We know that she was a slave, originally from Bengal India, who belonged to the German Hans Casper Geringer, who was rather wealthy. What was her ethnic group and language? I assume (but do not know for sure) that she belonged to the Bengali ethnic group. At this time I can only guess.
I also assume that she was a Muslim, before converting to Christianity and being baptised as an adult. The Muslims has had a very important role in the development of our language, Afrikaans, of course.
The book: Changing Hands (Online at Ancestry24) states: "The freeblack, Anna Groothenning, provided a female link in a partnership of three German frontiersmen. Anna who came from Bengal, was the slave of Hans Caspar Geringer, who applied for loan farms at Jan Witjeskraal and "in de duynen"' in partnership with Christian Bock. In 1709 Geringer manumitted Anna and her children, including one daughter by him, Maria Groothenning, and three children by his partner, Christian Bock. In 1713 Anna married Bock and had two more children. Bock died in 1716 and Geringer took on a new partner, the Swiss, Jacob Marik, by whom Anna also had a son".
Stamouers has a similar history: Christiaan BOK was from Wolfenbütel, North Germany. He was 27 and a soldier when he arrived at the Cape in 1696. He came out with Geringer and they became business partners. He had [...] children with ex-slave Anna van BENGAL also known as Anna GROOTHENNING. She and her child Anna was baptised 1 January 1713 [in Cape Town]. They got married 5 February 1713. Anna Groothenning came as a slave from Bengale and became the slave of the baker Hans Casper Geringer. Geringer had a child out of wedlock with Anna, this child was born in 1703 and was called Maria Groothenning / Maria Bock / Maria van die Kaap. In 1709 Anna Groothenning and her four children Michiel, Maria, Catharina and Johanna were manumitted 27 August 1709 by Geringer. Bok died in 1716. Geringer passed away in 1719. Anna then had an affair with Jacob Marik, and had a son. Marik and Geringer had some legal cases against one another.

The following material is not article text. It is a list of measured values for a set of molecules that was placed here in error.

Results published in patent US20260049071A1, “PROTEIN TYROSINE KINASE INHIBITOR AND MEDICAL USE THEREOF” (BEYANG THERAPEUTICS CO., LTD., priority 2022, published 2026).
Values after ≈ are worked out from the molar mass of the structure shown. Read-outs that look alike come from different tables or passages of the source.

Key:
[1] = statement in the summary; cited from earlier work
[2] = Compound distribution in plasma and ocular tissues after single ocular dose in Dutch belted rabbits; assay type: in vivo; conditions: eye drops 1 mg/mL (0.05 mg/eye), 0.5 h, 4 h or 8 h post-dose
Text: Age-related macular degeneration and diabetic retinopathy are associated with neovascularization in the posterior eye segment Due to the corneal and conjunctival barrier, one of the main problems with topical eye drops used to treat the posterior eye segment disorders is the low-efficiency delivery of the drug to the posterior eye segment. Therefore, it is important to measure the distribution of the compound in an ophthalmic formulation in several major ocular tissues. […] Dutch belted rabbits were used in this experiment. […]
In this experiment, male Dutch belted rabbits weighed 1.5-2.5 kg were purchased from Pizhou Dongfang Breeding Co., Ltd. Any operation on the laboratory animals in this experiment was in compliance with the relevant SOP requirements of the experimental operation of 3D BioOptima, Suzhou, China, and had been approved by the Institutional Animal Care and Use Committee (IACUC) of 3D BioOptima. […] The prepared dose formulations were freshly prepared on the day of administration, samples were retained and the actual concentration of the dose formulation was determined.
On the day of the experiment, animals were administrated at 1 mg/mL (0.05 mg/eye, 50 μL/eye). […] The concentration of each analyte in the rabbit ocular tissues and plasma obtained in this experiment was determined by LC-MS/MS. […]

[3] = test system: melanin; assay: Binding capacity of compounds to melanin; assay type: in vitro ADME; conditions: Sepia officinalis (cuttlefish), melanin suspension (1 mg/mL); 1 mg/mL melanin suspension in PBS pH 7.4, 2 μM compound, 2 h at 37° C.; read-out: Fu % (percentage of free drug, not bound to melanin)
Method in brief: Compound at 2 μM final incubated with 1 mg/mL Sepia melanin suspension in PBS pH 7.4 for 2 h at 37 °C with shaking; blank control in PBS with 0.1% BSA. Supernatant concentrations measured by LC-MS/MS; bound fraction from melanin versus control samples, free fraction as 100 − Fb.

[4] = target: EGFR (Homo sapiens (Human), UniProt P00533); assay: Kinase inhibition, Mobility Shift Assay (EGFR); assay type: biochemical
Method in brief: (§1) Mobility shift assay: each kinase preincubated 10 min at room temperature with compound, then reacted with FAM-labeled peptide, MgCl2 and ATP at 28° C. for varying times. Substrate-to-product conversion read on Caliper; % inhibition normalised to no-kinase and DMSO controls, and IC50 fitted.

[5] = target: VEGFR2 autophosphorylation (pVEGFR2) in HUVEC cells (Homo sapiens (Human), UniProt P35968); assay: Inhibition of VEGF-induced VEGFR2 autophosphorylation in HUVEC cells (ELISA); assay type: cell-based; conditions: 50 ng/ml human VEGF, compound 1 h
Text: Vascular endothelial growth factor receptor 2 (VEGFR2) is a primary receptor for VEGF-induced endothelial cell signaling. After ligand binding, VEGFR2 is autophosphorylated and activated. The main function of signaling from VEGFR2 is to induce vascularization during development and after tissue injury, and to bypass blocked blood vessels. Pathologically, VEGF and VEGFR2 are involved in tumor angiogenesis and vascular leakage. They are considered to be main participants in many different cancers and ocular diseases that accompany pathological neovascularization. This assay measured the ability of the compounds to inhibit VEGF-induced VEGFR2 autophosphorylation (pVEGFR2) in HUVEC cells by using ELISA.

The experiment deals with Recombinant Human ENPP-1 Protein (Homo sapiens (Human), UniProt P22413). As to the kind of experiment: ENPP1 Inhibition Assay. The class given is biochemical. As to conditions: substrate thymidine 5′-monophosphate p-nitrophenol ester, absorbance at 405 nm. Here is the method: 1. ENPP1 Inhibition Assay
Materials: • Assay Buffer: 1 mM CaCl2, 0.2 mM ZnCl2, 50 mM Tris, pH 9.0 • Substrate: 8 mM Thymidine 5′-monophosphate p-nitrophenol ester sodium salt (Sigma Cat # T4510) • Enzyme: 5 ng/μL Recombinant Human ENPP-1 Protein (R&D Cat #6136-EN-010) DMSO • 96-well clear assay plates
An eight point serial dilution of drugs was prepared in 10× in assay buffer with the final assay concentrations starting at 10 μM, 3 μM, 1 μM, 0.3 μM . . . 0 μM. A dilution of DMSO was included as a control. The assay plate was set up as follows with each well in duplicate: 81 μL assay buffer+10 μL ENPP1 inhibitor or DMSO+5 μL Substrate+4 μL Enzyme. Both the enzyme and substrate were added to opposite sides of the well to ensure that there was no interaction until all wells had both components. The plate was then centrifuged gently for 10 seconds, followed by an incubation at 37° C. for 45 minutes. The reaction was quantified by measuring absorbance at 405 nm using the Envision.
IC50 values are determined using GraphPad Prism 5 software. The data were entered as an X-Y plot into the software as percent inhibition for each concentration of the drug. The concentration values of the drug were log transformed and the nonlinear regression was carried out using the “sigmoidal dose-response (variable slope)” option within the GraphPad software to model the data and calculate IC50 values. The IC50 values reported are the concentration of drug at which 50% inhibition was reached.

The mtDNA Results, Finally. Haplogroup "M*"
Sorenson Molecular Genealogy Foundation
I have also requested free tests for me and my family from the SMGF laboratory. Right now I am awaiting the testing and the results of these more detailed analyses. See below for more information.
I am also interested. How can I can I have my DNA tested?
I have started a surname project for males who share the (Janse(n)) van Rensburg surname, with Family Tree DNA. This will hopefully help to achieve a few things:
I therefore encourage others with a similar surname to exercise this option. People who are interested can choose the laboratory of their choice. However, I do recommend the following options:
For people who do not want to, or cannot spend the money, there is another option available free. Yes free!
I realise that some people may be concerned about privacy issues in relation to DNA tests. I am more concerned about privacy than most, but an satisfied that no-one can find out anything about me through DNA results. Have a look at my results. No bank account details are disclosed, and they do not test your DNA for health conditions or diseases. These tests are done purely for the purposes of genealogy.
More links about DNA (including to search databases) can be found in the links page of my website.